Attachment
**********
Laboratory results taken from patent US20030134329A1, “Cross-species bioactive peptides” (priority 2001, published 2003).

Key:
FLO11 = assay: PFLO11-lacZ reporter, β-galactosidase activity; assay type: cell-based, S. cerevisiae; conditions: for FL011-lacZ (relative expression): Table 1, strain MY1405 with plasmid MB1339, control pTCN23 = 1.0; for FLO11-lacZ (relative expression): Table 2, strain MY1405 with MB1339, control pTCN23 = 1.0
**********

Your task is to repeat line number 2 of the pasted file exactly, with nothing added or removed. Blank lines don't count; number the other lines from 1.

Key: